Fence Sync patches
jajones at nvidia.com
Fri Dec 3 10:13:59 PST 2010
On Friday 03 December 2010 8:26:29 am Owen Taylor wrote:
> On Thu, 2010-12-02 at 09:40 -0800, James Jones wrote:
> > As I mentioned early on, I really want to get the fence sync work in
> > server 1.10. The server code was reviewed by Adam Jackson (thanks for
> > sifting through all that) and various nvidians, but I still haven't
> > received any external official reviewed-by for the proto updates it
> > relies on, or for the lib code to exercise it. I've CC'd the suggested
> > reviewers on the latest versions of the patches and here:
> > -Alan and Adam, because you provided some early feedback on the proto
> > specs but never responded to my updates based on said feedback.
> > -Keith, because you're the maintainer of the damage subsystem, and there
> > are some minor changes to the damage proto and lib.
> > If these remaining pieces get reviewed, I can send out pull requests for
> > everything immediately. I've had this code out for review in some form
> > for about 3 months now, so it'd be pretty disappointing if it had to sit
> > around waiting for another release cycle.
> Hey, is there a good big picture overview of this somewhere?
> As a compositing manager maintainer (Mutter, the GNOME 3 compositing
> manager), I'm wondering what it means for me.
> There's already a lot of magic voodoo dances around both Damage and
> Texture-From-Pixmap, what extra incantations does this add to the
I wrote a slide deck on synchronization and presentation ideas for X a year
ago or so before starting this work:
Aaron presented it at XDevConf last year. However, that doesn't really cover
the immediately useful function for GL composite managers:
XDamageSubtractAndTrigger(). I plan on putting some patches to compiz
together demonstrating the usage, but basically the flow is:
-Create a bunch of sync objects at startup time in your GL/GLES-based
compositor, and import them into your GL context as GL sync objects. I'll
call those syncObjectsX and syncObjectsGL respectively.
-Rather than calling XDamageSubtract(), call
-Prefix all the GL rendering that repairs the damage subtracted with a sync
The GL rendering will then wait (on the GPU. It won't block the application
unless it gets really backed up) until all rendering that created the damage
has finished on the GPU. Managing the ring-buffer of sync objects is a little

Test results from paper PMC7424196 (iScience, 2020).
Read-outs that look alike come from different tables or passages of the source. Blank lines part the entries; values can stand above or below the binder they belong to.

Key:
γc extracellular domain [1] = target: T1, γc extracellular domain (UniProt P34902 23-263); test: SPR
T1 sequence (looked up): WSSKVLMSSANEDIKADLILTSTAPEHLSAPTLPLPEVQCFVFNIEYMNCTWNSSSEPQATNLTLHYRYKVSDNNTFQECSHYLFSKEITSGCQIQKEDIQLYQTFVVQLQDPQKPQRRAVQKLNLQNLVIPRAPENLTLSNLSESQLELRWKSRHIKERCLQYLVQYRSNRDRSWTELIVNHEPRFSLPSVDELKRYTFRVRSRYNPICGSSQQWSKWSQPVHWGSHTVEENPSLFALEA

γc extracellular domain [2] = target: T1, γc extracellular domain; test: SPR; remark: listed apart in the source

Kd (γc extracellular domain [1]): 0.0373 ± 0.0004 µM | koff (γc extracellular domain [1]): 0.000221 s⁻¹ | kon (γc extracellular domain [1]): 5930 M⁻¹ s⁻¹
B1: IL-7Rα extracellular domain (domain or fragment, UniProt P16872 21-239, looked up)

more complicated than that in practice, but that's the basic idea. This fixes
a long-standing issue users complain about where they'll press a key in their
terminal app, and the cursor advances, but the GL compositor just draws a
blank space where the new character should be because it processed the damage
event and updated the screen, texturing from the terminal's backing pixmap
before X even finished drawing the glyph that generated the damage.
I admit this isn't an ideal work-flow, and yes it is one more layer of hard-
to-test voodoo needed to write a robust TFP/EGLimage based composite manager,
but it's the best we can do without modifying client applications. However,
fence sync objects provide a basis for all kinds of cooler stuff once you
start defining new ways that client applications can use them to notify the
composite manager when they've finished rendering a frame explicitly. Then
the extra step of telling X you want notification when some rendering you've
already been notified of has completed will go away. The rendering
notification (damage event) and a pointer of some sort to the sync object that
tracks it will arrive together. That's what I'll be working on after the
initial object support is wrapped up.
> - Owen
> (I can understand each individual step of the magic voodoo dance, but
> when I go away from the individual problems and come back 6 months
> later, I have to work it all out again. And there's a strong sense that
> only particular code paths that actually are in use are tested and
> anything else probably doesn't work, at least on some drivers.)
More information about the xorg-devel